Study overview
Brilliance beliefs are powerful predictors of women's underrepresentation in certain fields in academia such as STEM domains (e.g., Leslie et al., 2015; Storage et al., 2016). A recent study showed that also German elementary school teachers believed that success in math requires more innate ability than success in language (Heyder et al., 2019). Further, elementary school girls have been found to report a less positive ability self-concept than boys despite their comparable competences (e.g., Herbert and Stipek, 2005; Ganley and Lubienski, 2016) and also teachers perceive boys as more talented in math than girls (e.g., Li, 1999; Tiedemann, 2000a). In this study, we bring these strands of research together. First, we want to explore whether teachers' belief that math requires innate ability predicts a less positive ability self-concept in girls than boys in elementary school. Second, we want to test whether teachers' perceptions of students' math aptitude mediate the gender gap in students' ability self-concept. With teachers' math brilliance beliefs, we thus test a novel facet of students' learning environment in elementary school as an additional factor that might contribute to the beginning of the leaky STEM pipeline for girls and women. More precisely, we test the following hypotheses: (1) Independent from the actual performance girls report lower self-concept of ability in math than boys. (2) Independent from the actual performance teachers perceive girls as less talented in math than boys. (3) Teachers' math brilliance beliefs moderate the effect of gender on teachers' ratings of their students' mathematical aptitude and students' ability self-concept in the expense of girls. That is, we expect larger gender differences in teachers' math aptitude ratings and students' ability self-concept if teachers hold strong brilliance beliefs than if they hold weak brilliance beliefs. (4) Teachers' ratings of their students' mathematical aptitude mediate the effect of gender on students' ability self-concept.
MethodsSample
For this study, we re-analyzed the elementary school data set from the FA(IR)BULOUS Study, a German research project on social inequality in school transitions (Steinmayr et al., 2017). The FA(IR)BULOUS data set had already been analyzed in a prior study on the role of teachers' math-specific ability beliefs for low-achieving students' intrinsic motivation in math (Heyder et al., 2019). This study exceeds the former study by focusing on gender differences in ability self-concept in math and how they are related to teachers' math-specific ability beliefs.
The FA(IR)BULOUS elementary school sample was collected in 2016 and consisted of 837 fourth graders nested in 56 classes. Seven refugee children were excluded from the full sample because they could not fill out the questionnaire due to a lack of German language skills. The remaining 830 student were on average 9.14 years old (SD = 0.54), 409 of them were female (49.4%, two students did not indicate their gender), and 667 of them reported German to be their first language (80.4%). More than half of the students reported to have 100 books at home or less (59.6%) which serves as an indicator for students' resources for learning at home or their cultural capital. These descriptive characteristics of the sample suggest that the sample can be considered as similar to the representative German PIRLS 2016 elementary school sample with regard to language spoken at home (83.4% always or nearly always German) and number of books (53.5% 100 books or less at home; Hußmann et al., 2017).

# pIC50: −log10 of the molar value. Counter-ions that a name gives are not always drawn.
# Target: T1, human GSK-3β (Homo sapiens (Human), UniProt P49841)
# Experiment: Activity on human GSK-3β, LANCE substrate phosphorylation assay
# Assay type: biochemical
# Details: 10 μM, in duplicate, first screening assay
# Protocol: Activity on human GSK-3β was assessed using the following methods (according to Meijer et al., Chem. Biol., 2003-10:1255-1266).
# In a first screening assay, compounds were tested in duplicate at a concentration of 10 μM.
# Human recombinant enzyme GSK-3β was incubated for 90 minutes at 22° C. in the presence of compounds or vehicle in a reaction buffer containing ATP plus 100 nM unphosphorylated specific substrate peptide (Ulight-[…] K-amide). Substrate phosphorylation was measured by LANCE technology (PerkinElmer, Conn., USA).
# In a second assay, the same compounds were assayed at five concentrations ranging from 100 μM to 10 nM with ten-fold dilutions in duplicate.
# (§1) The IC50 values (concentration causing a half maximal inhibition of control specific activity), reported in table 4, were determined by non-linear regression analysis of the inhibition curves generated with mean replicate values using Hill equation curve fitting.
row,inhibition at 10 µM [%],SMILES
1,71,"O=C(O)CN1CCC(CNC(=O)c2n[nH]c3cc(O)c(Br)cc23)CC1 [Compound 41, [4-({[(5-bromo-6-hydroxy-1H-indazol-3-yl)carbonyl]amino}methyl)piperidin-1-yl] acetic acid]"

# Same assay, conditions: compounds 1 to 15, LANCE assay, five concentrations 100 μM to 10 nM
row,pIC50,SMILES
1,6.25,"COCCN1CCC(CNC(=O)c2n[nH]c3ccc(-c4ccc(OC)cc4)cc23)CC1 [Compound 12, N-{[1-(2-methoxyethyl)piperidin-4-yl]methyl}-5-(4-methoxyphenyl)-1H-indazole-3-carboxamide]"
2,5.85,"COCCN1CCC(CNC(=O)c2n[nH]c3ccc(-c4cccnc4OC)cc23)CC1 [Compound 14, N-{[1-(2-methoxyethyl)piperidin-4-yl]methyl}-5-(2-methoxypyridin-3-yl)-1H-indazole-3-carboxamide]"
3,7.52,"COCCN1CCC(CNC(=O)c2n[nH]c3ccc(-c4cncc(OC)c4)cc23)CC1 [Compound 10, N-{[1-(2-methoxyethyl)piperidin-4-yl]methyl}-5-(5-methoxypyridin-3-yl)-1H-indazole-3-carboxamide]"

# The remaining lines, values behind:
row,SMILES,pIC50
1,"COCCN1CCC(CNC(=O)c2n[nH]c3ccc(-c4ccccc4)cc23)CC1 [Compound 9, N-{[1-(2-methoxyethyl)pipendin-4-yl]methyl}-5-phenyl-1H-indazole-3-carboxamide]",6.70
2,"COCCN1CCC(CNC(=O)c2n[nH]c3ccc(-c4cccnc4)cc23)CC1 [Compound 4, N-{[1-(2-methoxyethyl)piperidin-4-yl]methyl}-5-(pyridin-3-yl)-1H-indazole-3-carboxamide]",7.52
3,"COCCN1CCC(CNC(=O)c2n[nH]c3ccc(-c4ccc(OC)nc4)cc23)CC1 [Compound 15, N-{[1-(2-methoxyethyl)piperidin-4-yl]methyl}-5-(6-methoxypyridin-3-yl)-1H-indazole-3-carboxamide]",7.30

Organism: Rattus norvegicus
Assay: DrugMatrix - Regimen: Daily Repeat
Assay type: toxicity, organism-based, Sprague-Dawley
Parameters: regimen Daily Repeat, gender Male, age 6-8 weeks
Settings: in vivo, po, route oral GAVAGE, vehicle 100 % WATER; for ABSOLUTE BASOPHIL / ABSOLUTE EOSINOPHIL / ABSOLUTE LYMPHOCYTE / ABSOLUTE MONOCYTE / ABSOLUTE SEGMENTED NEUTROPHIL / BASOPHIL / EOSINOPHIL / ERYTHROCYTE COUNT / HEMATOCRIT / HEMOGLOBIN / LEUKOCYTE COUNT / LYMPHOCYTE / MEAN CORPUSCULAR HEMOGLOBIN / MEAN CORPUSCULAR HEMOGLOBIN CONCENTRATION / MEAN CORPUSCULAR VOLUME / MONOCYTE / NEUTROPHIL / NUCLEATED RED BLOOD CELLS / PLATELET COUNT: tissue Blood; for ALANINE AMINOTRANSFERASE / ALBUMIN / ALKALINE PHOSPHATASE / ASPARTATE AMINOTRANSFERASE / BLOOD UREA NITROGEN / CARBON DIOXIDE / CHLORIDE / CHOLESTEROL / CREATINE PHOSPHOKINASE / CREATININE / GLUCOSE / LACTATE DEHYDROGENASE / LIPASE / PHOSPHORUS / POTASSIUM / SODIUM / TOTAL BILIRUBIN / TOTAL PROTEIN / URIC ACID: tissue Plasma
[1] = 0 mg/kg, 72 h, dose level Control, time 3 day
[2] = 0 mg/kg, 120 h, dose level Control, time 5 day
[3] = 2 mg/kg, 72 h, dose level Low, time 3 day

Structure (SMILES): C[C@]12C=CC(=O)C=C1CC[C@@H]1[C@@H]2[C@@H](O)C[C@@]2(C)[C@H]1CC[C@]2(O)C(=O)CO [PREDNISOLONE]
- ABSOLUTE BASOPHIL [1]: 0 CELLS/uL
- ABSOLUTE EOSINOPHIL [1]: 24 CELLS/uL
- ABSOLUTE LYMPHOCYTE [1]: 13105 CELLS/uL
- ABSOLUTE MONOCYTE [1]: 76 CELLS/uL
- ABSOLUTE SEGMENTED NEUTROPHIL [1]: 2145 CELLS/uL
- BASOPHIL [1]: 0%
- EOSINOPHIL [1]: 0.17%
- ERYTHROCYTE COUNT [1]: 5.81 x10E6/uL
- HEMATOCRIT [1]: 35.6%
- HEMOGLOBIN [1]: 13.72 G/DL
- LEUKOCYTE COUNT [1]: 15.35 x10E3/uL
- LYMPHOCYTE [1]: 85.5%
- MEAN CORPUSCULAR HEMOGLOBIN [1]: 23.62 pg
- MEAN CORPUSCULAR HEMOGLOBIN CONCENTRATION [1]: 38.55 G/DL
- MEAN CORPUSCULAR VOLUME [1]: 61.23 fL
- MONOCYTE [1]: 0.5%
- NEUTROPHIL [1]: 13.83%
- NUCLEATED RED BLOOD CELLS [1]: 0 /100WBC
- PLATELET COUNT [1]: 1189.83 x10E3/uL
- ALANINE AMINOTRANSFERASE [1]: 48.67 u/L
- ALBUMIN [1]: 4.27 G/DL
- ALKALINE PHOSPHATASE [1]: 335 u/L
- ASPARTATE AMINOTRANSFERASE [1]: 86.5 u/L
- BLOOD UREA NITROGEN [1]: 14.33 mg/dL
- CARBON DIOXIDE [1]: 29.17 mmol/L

In German elementary schools, each class has one (main) teacher. The 56 teachers of the FA(IR)BULOUS elementary school sample were mostly women (94.6%) and 44.56 years old on average (SD = 11.48). The teacher sample corresponds to the total population of primary school teachers in the federal state of Germany in which the study was conducted in terms of gender composition and age (Ministerium für Schule und Weiterbildung des Landes Nordrhein-Westfalen, 2016).
MeasuresStudents' Math Ability Self-Concept
Students' ability self-concept in math was assessed with a four-item short version of the validated German Scales for the Assessment of School-Related Competence Beliefs (SESSKO; Schöne et al., 2002). Each item was rated on a 5-point scale from 1 = totally disagree to 5 = totally agree. An example item is “In math I know a lot.” The reliability of the scale was high (Cronbach's alpha = 0.90).
Students' Math Competencies
Students' math competencies were assessed using the arithmetic subscale of the DEMAT 3+ (Deutscher Mathematiktest für dritte Klassen; Roick et al., 2004), a standardized German math competence test for third graders. The test consists of 15 arithmetic math tasks and had a good reliability (Cronbach's alpha = 0.82). In the following analyses, we used the raw sum score of the test. In addition, we provide the corresponding T-score, i.e., the score on a standardized scale with a M = 50 and SD = 10.